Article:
BPM Quotes of the Week - July 25, 2016
- Published: July 25, 2016
"Thanks to machine learning algorithms, it’s becoming possible for smart software to scrutinize data from a variety of sources — sensors on machines or changes in supply chains, for instance — and redesign processes in real time."
-Harvard Business Review
"Any growing business is likely to encounter growing pains. But 'growing pains' is just a mild way of saying a business’ process are not adequately scalable. And rapid growth can severely damage a company if their operation isn’t set up to handle it."
From the BPM Forum
"People with no BPM background tend to try to define everything about data before discussing process. The trick is that data and process provide context to each other so you need to start somewhere and cycle back and forth keeping flexible about what the final data/process definitions will be."
"Data is incredibly important. However and IMO the issue is more: Data in context. I see many times efforts where there is so much focus on data (only), that people completely forget in which wood they're cutting the trees... In other words: Scoping, the big (system thinking, holistic etc.) picture is missing."
"Even if we all agree that 'data is important', still data is never 'prioritized enough' because data is infrastructure and the business case for infrastructure is always a challenge."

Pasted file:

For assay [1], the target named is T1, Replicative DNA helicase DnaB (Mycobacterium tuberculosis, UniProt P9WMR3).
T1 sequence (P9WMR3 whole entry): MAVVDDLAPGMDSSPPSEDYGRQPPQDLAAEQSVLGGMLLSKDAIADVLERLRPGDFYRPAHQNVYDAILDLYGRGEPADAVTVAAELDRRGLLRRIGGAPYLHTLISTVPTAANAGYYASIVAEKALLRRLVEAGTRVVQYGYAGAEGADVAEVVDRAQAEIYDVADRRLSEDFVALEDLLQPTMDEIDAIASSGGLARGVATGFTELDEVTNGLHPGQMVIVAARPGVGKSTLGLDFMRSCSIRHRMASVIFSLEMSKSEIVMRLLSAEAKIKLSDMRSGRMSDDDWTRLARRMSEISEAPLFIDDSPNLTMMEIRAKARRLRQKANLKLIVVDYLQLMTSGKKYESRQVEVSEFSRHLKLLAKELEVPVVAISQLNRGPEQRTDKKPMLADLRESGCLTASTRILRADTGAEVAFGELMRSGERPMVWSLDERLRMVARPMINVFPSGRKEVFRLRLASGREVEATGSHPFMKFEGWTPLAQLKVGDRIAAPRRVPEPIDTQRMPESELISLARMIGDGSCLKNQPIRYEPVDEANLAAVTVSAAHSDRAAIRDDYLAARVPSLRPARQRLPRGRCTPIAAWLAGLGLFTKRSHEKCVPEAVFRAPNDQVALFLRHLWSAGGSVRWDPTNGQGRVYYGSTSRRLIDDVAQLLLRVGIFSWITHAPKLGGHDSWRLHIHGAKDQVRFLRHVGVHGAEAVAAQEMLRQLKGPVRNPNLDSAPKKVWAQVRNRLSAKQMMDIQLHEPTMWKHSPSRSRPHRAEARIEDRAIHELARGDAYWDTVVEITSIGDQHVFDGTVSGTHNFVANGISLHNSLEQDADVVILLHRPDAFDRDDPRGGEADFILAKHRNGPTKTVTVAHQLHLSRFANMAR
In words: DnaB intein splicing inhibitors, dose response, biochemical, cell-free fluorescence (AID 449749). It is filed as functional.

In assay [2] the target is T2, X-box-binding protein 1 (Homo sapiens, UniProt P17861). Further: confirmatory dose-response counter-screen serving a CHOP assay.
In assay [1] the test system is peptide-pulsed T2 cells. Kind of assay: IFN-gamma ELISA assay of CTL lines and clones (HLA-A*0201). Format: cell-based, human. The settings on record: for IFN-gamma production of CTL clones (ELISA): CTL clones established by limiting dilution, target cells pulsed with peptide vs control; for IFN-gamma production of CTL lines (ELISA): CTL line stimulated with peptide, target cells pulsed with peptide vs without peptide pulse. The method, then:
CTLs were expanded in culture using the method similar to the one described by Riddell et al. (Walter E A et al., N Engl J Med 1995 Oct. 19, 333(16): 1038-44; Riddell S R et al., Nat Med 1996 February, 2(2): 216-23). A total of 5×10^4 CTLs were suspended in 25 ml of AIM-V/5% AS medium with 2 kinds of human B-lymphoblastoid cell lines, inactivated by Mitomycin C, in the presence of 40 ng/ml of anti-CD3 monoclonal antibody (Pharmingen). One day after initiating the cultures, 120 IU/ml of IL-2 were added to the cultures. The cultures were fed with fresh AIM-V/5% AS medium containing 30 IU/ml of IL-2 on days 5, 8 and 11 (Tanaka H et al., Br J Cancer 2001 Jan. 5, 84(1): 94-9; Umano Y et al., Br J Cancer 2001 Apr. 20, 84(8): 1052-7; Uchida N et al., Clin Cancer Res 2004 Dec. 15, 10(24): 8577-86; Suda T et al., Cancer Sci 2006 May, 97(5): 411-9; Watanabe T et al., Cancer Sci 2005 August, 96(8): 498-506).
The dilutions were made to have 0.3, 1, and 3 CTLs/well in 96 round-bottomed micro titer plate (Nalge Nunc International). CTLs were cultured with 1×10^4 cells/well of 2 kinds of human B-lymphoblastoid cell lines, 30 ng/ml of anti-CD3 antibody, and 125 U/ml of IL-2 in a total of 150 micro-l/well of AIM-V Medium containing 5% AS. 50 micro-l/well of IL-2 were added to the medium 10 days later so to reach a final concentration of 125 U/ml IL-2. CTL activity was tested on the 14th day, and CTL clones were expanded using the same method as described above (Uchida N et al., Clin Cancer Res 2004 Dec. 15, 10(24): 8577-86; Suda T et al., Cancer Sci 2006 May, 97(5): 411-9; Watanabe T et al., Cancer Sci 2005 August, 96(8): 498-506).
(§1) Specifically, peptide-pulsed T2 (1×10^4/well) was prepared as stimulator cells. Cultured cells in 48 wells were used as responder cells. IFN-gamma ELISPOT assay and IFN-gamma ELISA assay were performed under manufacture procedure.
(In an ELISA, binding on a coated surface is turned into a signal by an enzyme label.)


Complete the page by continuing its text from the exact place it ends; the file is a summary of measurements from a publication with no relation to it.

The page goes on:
"'A process model does not a performant workflow make.' Every BPMS has idiosyncrasies - 'tips, tricks and traps' - as to how it effects and executes a process. That is, there are good ways and bad ways to design process automation on a given platform."
"What looks like a simple process is often in practice highly nuanced by the real world business context."
"Model is by definition just a facet of reality, one that helps us understand certain aspects of it (as per model's scope), but never all. So it is natural that there is a significant gap between model and reality."
"Is essence all models are wrong, but some are useful. You model for a purpose, and have different models for different purposes. I use almost daily a model, in my car or in the trainstation, to get information how I will arrive at my destination. Is that reality? No it is a model, but it helps to understand the process I follow."
-Michel van den Hoven
"Legacy approaches for process models based on flowcharts - simply cannot work today. Try looking at a flowchart on your small phone - is that going to work? Flowcharts are relics from the 19th century when people were just units in a production line. These days, nobody follows flowcharts - people collaborate."
"My favorite part of the job, whether focused on those abstract things we call 'processes' or focused on the customer or just on the 'things we do' - is to go to the whiteboard with as many of the constituent groups as possible. Inevitably, going back to the days of DFDs, there will be places where the arguments erupt. There are people in all groups who know what should happen and others who know what does happen."
"Efficiency gains are a derivate and never a goal. So... the customer drives the journey, and the process guy facilitates. In other words, drives or captures the WHY."
"Is it important that they (people with a background in process) PARTICIPATE in the (facilitated) process of mapping? Yeah. Otherwise, entropy will set in hard and fast when that information is transferred to the application team for implementation."
-E. Scott Menter